1 5373267246_40cf035309_b-400x300We’ve been using a new math curriculum in our district this year. While adopting (or piloting) a new curriculum of any kind can be overwhelming and take some time to build both student and teacher confidence, it has been very pleasing to see the way our students have taken to Bridges math.

Much like the Investigations math series we piloted and used for three years, Bridges has a very hands-on, collaborative approach. Students interact with math concepts through exploration, and they are expected to show their thinking and learning through words, pictures, numbers, and physical constructions. Nearly every session finds students working in pairs  and using manipulatives to build understanding.

Learning is a social thing and math learning is a prime example of this. When students explore together and explain their ideas and observations to one another, they are being forced to think more deeply. It isn’t always easy to explain to another person why a particular strategy will lead to success while another won’t. Talking about your learning, both in a small group and in front of the whole class, solidifies concepts and deepens understanding.

Math isn’t quiet or tidy in our classroom. There are manipulative pieces all over the place while we’re working, but they (mostly) find their way back to the kits by the time our session is over. I’ve had to relax a lot about making sure that each kit is perfectly stocked. The students are quite capable of borrowing centimeter cubes or pattern blocks from their neighbors if their own kit runs short. Once again, they are being asked to problem solve!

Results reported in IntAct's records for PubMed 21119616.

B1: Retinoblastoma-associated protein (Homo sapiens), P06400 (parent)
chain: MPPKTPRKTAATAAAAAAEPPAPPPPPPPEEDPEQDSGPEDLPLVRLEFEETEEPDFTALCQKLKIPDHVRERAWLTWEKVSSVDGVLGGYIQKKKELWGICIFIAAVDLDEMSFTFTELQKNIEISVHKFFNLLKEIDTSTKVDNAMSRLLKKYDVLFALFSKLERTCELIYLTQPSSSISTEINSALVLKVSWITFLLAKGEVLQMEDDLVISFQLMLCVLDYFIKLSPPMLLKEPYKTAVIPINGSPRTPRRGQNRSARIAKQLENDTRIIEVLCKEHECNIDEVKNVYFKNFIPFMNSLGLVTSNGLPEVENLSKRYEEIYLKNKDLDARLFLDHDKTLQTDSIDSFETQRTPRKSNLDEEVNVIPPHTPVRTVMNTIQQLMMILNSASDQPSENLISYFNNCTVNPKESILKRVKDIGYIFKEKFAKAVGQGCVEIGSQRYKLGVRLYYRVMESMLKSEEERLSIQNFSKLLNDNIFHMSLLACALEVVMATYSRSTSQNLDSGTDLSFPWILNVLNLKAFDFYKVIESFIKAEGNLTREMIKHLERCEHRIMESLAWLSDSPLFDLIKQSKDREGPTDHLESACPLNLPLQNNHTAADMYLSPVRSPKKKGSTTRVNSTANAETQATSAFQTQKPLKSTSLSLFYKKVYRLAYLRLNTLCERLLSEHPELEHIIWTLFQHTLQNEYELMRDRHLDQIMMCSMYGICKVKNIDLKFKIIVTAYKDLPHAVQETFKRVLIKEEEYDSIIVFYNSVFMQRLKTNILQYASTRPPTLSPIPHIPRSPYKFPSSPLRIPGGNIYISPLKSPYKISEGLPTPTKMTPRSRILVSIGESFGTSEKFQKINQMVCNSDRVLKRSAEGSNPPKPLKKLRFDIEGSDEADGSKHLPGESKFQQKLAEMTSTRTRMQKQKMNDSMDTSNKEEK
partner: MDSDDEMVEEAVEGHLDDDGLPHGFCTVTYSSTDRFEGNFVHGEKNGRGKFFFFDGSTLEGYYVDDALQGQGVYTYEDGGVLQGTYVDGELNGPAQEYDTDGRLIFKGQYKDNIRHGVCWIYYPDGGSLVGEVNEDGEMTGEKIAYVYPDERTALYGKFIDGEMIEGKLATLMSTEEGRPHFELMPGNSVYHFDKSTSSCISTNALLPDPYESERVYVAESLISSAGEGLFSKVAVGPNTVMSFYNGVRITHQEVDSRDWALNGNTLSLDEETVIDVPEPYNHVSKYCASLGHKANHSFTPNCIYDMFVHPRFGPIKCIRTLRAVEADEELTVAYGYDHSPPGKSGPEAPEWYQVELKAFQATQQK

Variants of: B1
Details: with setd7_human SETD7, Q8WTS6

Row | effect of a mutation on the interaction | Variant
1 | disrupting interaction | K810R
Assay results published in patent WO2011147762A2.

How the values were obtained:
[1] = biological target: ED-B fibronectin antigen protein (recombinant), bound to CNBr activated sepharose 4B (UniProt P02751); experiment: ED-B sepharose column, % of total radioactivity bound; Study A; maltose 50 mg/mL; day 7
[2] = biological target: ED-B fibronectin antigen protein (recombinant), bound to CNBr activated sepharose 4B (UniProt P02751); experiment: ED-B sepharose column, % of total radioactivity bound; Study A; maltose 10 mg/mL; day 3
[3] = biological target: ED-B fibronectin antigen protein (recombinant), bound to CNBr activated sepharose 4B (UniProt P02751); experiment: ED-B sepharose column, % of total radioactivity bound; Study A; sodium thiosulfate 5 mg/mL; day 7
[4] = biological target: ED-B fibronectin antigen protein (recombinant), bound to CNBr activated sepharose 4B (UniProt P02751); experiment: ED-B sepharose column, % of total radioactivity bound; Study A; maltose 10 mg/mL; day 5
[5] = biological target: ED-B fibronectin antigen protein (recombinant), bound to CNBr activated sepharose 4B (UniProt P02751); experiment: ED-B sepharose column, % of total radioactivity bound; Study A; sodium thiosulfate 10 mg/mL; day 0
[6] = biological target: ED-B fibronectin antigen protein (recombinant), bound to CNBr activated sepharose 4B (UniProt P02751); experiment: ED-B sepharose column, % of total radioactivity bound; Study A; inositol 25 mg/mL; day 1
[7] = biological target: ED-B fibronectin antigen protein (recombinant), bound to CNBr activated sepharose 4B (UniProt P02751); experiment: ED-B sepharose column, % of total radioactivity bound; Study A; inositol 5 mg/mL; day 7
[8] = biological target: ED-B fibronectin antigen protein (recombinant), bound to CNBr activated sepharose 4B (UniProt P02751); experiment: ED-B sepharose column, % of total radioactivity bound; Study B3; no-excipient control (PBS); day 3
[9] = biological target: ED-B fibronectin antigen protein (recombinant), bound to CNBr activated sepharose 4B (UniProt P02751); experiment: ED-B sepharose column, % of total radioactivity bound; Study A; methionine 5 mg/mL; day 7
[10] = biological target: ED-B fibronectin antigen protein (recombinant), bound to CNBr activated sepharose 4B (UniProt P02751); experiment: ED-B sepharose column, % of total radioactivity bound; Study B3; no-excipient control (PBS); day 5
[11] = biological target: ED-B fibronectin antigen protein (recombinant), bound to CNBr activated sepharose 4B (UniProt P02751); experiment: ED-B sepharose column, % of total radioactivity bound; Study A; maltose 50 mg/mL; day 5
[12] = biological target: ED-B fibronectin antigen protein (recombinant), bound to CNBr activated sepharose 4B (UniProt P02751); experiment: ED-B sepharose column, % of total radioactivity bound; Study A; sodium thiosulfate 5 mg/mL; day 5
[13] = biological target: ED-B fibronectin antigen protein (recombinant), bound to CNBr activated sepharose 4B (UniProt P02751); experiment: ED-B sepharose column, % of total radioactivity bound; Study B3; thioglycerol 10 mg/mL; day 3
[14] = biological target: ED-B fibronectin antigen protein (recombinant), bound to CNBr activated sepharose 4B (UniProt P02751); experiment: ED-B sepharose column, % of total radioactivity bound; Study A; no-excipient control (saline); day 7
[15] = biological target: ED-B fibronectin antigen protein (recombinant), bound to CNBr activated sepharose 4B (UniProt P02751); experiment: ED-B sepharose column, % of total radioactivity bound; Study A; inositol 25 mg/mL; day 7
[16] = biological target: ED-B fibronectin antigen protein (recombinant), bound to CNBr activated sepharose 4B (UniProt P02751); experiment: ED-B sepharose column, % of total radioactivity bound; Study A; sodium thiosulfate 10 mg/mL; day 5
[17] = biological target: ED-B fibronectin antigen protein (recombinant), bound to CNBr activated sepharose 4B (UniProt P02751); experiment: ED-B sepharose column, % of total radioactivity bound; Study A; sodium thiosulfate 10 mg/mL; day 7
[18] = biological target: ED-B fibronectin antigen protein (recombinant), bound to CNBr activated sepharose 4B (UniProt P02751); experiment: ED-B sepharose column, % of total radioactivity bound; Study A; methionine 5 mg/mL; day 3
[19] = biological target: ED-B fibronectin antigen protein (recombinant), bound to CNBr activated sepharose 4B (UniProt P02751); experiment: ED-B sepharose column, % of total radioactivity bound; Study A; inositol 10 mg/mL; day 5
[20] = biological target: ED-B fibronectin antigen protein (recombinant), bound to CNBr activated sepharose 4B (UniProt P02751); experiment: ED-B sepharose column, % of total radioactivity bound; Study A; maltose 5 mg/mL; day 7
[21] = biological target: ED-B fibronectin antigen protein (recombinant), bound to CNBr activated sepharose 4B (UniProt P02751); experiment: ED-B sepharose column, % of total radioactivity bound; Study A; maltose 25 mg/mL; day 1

The photo that accompanies this post shows two “buildings” that our students worked on this week. We were exploring what happens to volume when you increase the dimensions of a construction by various factors. Many students initially guessed that doubling the dimensions would also double the volume. It made a lot of sense but, after building a structure that was twice as wide, twice as tall, and twice as deep, students realized that the number of cubes increased 2x2x2 times…the volume had increased 8 times! When we took the next step and increased the dimensions by a factor of 3, the growth in the required number of cubes was even more amazing…27 times more cubes were needed.

I could stand in front of the class and tell the students about these growth patterns, and a couple of kids might be able to walk away with at lease some idea what I was talking about. When students have the chance to build and explore and try and hit dead ends and recover so that they can try again, however, more of them walk away with understanding. They have grappled with the ideas individually and physically, while reinforcing their learning through discussion and collaboration. Whether we’re using Investigations or Bridges doesn’t matter a great deal as long as we are using our hands and eyes and mouths and ears and minds in the working and playing and learning of math.

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